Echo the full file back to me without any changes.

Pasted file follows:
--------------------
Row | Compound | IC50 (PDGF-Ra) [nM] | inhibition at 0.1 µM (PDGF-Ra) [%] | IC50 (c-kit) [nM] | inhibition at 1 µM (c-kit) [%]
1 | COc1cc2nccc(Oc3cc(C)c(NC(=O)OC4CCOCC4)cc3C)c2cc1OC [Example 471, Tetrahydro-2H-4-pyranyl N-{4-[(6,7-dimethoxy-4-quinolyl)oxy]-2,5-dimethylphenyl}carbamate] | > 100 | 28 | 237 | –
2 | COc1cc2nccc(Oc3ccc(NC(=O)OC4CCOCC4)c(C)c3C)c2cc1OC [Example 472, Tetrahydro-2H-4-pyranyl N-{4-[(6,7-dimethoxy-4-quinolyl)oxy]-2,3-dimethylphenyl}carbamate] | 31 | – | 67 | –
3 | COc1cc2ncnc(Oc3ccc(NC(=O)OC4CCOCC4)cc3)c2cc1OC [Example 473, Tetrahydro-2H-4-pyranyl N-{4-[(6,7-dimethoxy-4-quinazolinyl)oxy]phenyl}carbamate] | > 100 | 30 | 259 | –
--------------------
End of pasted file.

Row | Compound | IC50 (PDGF-Ra) [nM] | inhibition at 0.1 µM (PDGF-Ra) [%] | IC50 (c-kit) [nM] | inhibition at 1 µM (c-kit) [%]
1 | COc1cc2nccc(Oc3cc(C)c(NC(=O)OC4CCOCC4)cc3C)c2cc1OC [Example 471, Tetrahydro-2H-4-pyranyl N-{4-[(6,7-dimethoxy-4-quinolyl)oxy]-2,5-dimethylphenyl}carbamate] | > 100 | 28 | 237 | –
2 | COc1cc2nccc(Oc3ccc(NC(=O)OC4CCOCC4)c(C)c3C)c2cc1OC [Example 472, Tetrahydro-2H-4-pyranyl N-{4-[(6,7-dimethoxy-4-quinolyl)oxy]-2,3-dimethylphenyl}carbamate] | 31 | – | 67 | –
3 | COc1cc2ncnc(Oc3ccc(NC(=O)OC4CCOCC4)cc3)c2cc1OC [Example 473, Tetrahydro-2H-4-pyranyl N-{4-[(6,7-dimethoxy-4-quinazolinyl)oxy]phenyl}carbamate] | > 100 | 30 | 259 | –